Harvard Graduate School of Education professor Nonie K. Lesaux, Ph.D., has taken a strong stand in an opinion piece called: “Why Reading Programs in Massachusetts are Failing.”
Published on Cognoscenti, WBUR’s online publication of opinion pieces, Lesaux’s article says Massachusetts’ reading programs aren’t “adding up to meaningful improvements.”
The article points to the 39 percent of Massachusetts’ third graders who don’t read at grade level. And even though the state has a new law that promotes reading proficiency by the end of third grade, Lesaux and her co-authors — Joan G. Kelley and Julie Russ Harris, two members of Lesaux’s research team – are sounding a call to action for all educators regarding the state’s current literacy efforts.
While there are many well-intentioned reading programs being implemented throughout the state, Lesaux argues, the problem is that “the average service or program is not substantial enough, and together the offerings are not coordinated enough, to result in reading improvements.”
She writes: “We do once-a-week tutoring and power lunches to help children reach a benchmark, rather than strengthening daily instruction; we provide teachers with one month worth of curricular materials and modeling, instead of ongoing guidance and comprehensive curricula; we give pediatricians time to flag only the most severe language issues late in the game, rather than the opportunity to perform an annual screening of language skills. Given the high and sometimes even tragic individual and societal costs of children’s low reading skills, we could do much better.”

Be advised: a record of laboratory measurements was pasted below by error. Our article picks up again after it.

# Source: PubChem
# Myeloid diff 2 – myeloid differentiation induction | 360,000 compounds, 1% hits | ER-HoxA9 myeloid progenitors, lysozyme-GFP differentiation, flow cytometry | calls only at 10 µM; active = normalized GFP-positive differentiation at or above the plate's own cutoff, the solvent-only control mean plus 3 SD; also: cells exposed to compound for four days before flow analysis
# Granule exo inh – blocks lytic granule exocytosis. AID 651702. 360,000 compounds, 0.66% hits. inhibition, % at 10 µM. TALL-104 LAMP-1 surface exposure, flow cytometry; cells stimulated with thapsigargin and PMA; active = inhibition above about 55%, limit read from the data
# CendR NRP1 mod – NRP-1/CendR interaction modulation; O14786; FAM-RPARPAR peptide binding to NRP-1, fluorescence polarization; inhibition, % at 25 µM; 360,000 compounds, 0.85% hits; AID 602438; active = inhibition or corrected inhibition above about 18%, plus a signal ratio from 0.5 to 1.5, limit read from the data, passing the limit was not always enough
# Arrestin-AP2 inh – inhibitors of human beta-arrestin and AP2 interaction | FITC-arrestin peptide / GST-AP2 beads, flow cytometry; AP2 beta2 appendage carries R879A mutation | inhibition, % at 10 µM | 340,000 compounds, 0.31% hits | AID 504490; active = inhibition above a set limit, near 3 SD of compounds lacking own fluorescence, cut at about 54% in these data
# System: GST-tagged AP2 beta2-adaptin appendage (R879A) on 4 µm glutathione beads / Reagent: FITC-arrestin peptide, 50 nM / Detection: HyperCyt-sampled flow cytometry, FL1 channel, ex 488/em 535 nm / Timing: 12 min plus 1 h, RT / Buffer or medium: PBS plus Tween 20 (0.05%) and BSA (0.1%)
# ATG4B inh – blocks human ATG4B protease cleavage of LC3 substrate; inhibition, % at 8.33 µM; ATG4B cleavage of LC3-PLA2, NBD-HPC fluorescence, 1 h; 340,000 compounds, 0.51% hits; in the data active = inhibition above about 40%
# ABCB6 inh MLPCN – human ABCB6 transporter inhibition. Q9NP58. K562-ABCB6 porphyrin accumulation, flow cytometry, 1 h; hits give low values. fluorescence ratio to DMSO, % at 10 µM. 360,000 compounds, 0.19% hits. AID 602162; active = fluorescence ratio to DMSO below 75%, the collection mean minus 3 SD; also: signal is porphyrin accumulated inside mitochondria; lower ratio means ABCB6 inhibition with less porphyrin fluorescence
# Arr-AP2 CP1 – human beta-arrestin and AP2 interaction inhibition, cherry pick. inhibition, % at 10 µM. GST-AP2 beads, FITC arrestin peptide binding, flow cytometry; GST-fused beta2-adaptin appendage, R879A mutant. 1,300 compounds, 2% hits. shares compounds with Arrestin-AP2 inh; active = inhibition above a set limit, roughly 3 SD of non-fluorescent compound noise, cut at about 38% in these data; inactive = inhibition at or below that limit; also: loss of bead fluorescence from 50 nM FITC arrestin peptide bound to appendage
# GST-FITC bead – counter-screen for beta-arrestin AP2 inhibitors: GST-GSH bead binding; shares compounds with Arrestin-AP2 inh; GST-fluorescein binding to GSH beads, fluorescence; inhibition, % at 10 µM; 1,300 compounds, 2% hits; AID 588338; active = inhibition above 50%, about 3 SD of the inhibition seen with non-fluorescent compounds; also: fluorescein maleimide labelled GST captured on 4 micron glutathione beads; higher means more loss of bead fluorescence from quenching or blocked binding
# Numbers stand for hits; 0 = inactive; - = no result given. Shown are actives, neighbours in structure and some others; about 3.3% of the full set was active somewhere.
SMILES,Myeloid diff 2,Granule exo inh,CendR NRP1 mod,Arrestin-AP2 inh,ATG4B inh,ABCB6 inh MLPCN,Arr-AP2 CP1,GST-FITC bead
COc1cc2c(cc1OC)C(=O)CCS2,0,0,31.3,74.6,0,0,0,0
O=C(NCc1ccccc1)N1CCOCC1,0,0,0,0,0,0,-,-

Lesaux highlights one program that shows promise in creating a sustained, intensive approach: Talk/Read/Succeed!, a Springfield early literacy program supported by the Irene E. and George A. Davis Foundation and the W.K. Kellogg Foundation. The program is a collaboration between the Regional Employment Board of Hampden County, the Springfield Housing Authority, Springfield Public Schools and other local partners.
Lesaux notes that, “Components of the program include parent education workshops; home visits from teachers; adult education and job training for parents; and early education, after school and summer programs for children. But even these promising efforts will take sufficient time, resources and relentless attention to quality in order to actually produce results.”
Talk/Read/Succeed is being used with 150 families who live in two public housing developments in Springfield. The focus is on “developing deep partnerships between families, schools and community programs to align strategies and support children’s literacy and learning,” according to Hampden’s regional employment board website.
Lesaux concludes that to seriously address the commonwealth’s new third grade reading law, “all of us in the field working to promote children’s reading development need to scrutinize what we do, and determine if our efforts are sustained and intensive. Only then can we expect to have all our children entering fourth grade as proficient readers.”